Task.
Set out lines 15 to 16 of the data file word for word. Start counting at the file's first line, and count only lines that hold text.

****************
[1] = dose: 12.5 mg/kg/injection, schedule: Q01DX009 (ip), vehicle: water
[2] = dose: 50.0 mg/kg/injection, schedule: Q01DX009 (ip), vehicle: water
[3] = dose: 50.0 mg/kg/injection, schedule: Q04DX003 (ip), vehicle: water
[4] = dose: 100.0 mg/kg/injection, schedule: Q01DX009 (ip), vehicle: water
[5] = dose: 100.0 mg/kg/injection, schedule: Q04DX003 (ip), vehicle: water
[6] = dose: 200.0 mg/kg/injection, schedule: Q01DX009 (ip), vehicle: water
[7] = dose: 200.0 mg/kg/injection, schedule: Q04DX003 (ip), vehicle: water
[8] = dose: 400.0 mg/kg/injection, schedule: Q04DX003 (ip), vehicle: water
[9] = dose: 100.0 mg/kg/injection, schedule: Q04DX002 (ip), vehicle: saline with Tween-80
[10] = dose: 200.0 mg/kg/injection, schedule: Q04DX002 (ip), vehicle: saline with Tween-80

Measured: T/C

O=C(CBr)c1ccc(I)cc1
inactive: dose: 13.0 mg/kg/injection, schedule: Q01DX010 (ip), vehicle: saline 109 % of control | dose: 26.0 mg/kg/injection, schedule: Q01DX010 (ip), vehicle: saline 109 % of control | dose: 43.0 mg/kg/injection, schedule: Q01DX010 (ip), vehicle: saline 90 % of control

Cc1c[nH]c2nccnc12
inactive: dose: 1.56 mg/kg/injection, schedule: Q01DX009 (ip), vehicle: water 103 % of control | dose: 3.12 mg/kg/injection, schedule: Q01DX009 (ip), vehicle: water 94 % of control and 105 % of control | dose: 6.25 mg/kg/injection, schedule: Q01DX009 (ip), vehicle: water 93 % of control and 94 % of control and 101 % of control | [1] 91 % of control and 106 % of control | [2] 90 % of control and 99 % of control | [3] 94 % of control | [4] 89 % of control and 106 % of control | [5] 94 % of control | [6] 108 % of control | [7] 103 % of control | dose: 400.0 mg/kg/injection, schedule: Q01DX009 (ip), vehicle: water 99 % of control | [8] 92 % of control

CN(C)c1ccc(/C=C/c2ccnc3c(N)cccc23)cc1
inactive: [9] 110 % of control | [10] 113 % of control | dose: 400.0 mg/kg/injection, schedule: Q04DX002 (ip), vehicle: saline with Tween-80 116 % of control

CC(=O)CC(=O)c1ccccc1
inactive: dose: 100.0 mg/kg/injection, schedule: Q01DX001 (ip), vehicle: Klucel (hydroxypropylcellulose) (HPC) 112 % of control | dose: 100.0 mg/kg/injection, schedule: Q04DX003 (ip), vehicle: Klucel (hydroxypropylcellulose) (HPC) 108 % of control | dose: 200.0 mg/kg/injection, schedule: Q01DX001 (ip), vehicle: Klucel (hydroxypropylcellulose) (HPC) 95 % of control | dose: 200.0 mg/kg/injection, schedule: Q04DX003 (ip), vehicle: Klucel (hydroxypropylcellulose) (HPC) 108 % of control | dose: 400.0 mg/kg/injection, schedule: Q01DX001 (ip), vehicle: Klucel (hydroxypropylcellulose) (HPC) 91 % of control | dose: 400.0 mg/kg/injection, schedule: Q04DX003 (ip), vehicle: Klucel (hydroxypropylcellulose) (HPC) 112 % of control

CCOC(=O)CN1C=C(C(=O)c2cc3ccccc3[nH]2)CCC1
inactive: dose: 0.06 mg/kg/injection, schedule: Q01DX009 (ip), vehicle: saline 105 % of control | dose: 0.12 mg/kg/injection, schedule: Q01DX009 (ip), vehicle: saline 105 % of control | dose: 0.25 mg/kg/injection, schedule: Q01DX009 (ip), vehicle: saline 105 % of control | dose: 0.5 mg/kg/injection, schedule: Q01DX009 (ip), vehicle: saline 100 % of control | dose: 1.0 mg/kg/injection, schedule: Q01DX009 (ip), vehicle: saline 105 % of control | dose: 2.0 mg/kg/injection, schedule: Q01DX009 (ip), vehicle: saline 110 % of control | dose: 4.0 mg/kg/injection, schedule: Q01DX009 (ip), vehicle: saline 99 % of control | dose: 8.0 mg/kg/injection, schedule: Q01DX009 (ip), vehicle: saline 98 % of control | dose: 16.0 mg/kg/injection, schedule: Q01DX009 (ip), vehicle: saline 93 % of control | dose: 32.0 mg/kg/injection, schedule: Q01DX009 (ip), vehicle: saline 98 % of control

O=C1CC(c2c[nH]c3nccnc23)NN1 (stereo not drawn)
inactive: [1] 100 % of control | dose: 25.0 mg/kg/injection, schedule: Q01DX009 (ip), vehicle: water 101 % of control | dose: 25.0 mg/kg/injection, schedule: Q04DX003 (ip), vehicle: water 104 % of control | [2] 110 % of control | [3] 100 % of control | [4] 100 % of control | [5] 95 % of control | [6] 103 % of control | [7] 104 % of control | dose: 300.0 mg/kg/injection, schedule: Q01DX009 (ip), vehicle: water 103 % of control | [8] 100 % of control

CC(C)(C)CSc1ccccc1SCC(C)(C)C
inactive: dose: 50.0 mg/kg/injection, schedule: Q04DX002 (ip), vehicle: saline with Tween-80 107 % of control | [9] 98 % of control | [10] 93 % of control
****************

inactive: dose: 1.56 mg/kg/injection, schedule: Q01DX009 (ip), vehicle: water 103 % of control | dose: 3.12 mg/kg/injection, schedule: Q01DX009 (ip), vehicle: water 94 % of control and 105 % of control | dose: 6.25 mg/kg/injection, schedule: Q01DX009 (ip), vehicle: water 93 % of control and 94 % of control and 101 % of control | [1] 91 % of control and 106 % of control | [2] 90 % of control and 99 % of control | [3] 94 % of control | [4] 89 % of control and 106 % of control | [5] 94 % of control | [6] 108 % of control | [7] 103 % of control | dose: 400.0 mg/kg/injection, schedule: Q01DX009 (ip), vehicle: water 99 % of control | [8] 92 % of control

CN(C)c1ccc(/C=C/c2ccnc3c(N)cccc23)cc1